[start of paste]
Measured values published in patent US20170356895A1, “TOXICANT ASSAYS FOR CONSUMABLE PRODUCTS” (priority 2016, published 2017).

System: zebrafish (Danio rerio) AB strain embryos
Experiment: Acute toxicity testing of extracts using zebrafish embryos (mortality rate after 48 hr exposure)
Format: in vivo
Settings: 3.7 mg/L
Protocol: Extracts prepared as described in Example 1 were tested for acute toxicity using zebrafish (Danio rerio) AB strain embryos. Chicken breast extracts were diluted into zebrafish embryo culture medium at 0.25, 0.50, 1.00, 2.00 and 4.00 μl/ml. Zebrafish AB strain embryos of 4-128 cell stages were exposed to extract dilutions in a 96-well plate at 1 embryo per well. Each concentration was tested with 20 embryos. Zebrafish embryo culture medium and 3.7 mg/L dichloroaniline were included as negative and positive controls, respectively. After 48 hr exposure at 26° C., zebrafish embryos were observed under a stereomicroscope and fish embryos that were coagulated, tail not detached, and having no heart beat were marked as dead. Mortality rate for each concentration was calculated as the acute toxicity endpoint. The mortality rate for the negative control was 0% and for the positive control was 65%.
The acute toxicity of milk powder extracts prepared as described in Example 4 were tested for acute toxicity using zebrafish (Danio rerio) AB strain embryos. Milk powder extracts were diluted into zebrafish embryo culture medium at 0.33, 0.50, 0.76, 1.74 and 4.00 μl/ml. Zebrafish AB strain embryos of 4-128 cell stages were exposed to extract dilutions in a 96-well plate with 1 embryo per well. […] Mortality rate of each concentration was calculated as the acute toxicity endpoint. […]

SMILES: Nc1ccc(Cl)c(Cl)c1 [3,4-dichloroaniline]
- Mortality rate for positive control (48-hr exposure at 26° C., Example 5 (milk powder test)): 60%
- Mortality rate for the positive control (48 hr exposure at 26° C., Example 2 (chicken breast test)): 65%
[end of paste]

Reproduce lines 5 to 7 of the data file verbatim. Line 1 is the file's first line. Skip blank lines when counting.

Settings: 3.7 mg/L
Protocol: Extracts prepared as described in Example 1 were tested for acute toxicity using zebrafish (Danio rerio) AB strain embryos. Chicken breast extracts were diluted into zebrafish embryo culture medium at 0.25, 0.50, 1.00, 2.00 and 4.00 μl/ml. Zebrafish AB strain embryos of 4-128 cell stages were exposed to extract dilutions in a 96-well plate at 1 embryo per well. Each concentration was tested with 20 embryos. Zebrafish embryo culture medium and 3.7 mg/L dichloroaniline were included as negative and positive controls, respectively. After 48 hr exposure at 26° C., zebrafish embryos were observed under a stereomicroscope and fish embryos that were coagulated, tail not detached, and having no heart beat were marked as dead. Mortality rate for each concentration was calculated as the acute toxicity endpoint. The mortality rate for the negative control was 0% and for the positive control was 65%.
The acute toxicity of milk powder extracts prepared as described in Example 4 were tested for acute toxicity using zebrafish (Danio rerio) AB strain embryos. Milk powder extracts were diluted into zebrafish embryo culture medium at 0.33, 0.50, 0.76, 1.74 and 4.00 μl/ml. Zebrafish AB strain embryos of 4-128 cell stages were exposed to extract dilutions in a 96-well plate with 1 embryo per well. […] Mortality rate of each concentration was calculated as the acute toxicity endpoint. […]